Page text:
Phyllis Both color for BNR

Phyllis Both

“In November, the smell of food is different. It is an orange smell. It tastes like cinnamon and can fill up a home in the morning.” — Cynthia Rylant

Is your back tired from planting all your bulbs? Save a few hyacinth bulbs and refrigerate them for a splash of color in February. Bulbs purchased for fall planting will require a 12-week cold period and will flower 3-4 weeks after refrigeration. Be sure to isolate them from apples and other fruit that give off ethylene gas which may harm the bulbs.

During and after refrigeration, bulbs can be potted in potting soil or in special hourglass-shaped hyacinth jars or vases which allow the roots to develop in water while suspending the bulb above. Place in a warm spot, out of direct sun and your home will be filled with the sweet smell of spring.

Some other bulbs to try are crocus. They need 8-15 weeks of cold and will bloom 2-3 weeks after potting. Daffodils only need 3-4 weeks of chill time, but I do them longer. After potting, it takes 2-3 weeks for them to bloom. Grape hyacinth need 8-15 weeks of cold and will bloom in 2-3 weeks. Tulips need the longest chill time at 10-16 weeks and 2-3 weeks to bloom. When potting up the bulbs, be sure to use a pot deep enough to have a couple of inches of soil under the bulbs. Use enough bulbs per pot to fill the container. It’s OK to crowd them; cover them with soil just up to the neck. Once the bulbs shoot up, give them some warmth and gradually increase the warmth and light. After they are up, give them some sun and a warmer place.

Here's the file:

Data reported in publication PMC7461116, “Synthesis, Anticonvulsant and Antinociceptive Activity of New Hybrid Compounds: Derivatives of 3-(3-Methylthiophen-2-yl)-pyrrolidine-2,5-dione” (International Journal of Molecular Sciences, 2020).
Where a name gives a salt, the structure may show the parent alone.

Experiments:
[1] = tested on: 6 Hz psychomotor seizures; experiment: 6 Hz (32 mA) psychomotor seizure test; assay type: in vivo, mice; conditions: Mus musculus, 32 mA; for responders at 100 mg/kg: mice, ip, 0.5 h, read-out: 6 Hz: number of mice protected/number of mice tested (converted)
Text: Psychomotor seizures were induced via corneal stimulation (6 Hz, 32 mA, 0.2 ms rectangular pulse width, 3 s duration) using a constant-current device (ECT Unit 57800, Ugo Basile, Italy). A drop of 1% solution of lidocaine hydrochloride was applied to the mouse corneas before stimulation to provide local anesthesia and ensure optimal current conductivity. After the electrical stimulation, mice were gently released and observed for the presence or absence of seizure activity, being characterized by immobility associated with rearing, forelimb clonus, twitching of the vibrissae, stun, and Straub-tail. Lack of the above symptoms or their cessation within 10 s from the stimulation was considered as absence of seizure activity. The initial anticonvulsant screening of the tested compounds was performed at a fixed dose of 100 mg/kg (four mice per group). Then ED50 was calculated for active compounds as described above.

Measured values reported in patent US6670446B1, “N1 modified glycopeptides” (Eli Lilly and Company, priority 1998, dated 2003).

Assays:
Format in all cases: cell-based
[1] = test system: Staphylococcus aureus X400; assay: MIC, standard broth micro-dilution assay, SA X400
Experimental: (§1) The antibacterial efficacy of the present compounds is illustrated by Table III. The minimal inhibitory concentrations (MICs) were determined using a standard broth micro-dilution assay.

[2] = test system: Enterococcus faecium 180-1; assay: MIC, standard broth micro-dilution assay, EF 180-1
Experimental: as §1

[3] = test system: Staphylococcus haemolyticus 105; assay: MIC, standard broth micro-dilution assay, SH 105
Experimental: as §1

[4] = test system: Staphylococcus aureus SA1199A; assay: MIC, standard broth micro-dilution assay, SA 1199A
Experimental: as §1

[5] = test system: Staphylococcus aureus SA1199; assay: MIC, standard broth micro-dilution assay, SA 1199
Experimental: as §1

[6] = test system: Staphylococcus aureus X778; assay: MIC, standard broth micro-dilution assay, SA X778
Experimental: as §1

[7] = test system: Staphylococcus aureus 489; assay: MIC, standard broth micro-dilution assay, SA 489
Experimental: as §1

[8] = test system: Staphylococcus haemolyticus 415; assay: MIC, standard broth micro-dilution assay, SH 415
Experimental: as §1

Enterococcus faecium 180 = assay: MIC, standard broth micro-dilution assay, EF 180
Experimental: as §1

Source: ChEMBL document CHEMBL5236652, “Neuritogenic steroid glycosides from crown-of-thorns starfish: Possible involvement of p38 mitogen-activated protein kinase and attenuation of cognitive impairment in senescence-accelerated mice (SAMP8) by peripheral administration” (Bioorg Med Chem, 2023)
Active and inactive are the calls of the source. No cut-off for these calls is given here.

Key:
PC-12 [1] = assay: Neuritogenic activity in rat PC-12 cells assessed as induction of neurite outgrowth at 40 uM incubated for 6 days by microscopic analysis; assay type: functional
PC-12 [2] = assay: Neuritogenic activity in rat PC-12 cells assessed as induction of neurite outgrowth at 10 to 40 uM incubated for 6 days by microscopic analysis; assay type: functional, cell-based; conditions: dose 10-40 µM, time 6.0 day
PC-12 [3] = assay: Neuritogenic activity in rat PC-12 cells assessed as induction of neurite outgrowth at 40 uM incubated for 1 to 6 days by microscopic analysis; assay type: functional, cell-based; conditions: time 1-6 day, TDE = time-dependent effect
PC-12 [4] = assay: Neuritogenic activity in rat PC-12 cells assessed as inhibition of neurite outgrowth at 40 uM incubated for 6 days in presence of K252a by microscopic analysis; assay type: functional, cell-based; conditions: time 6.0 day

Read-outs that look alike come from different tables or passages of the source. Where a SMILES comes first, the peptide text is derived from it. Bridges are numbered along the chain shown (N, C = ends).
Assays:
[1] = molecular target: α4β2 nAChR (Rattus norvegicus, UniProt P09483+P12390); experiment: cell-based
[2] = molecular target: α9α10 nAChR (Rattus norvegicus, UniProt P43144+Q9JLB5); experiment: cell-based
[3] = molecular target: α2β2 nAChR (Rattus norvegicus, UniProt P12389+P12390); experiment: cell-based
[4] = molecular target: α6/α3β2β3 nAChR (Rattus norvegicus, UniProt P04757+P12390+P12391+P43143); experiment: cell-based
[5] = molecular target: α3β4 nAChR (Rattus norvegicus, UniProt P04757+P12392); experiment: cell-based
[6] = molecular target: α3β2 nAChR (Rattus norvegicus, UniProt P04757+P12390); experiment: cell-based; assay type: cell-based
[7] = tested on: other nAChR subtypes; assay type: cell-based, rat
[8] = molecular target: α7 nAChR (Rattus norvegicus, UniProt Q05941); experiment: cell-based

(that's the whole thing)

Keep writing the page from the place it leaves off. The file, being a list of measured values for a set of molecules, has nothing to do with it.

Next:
Usually bulbs that have flowered indoors do not do well if planted outside. I plant them anyway. For daffodils, it’s taken a couple of years using bulb fertilizer, but they did bloom again.

I’ve also replanted Easter lilies; they usually die back and pop up again to rebloom in late summer. They do not overwinter well.

Another way to force bulbs is to pot them up and place the pot in a hole lined with straw in a garden area. When they have chilled the proper length of time, bring them indoors and watch them grow.

Contact Phyllis Both by email at or by telephone on Monday mornings at the Sauk County UW-Extension office, 608-355-3253.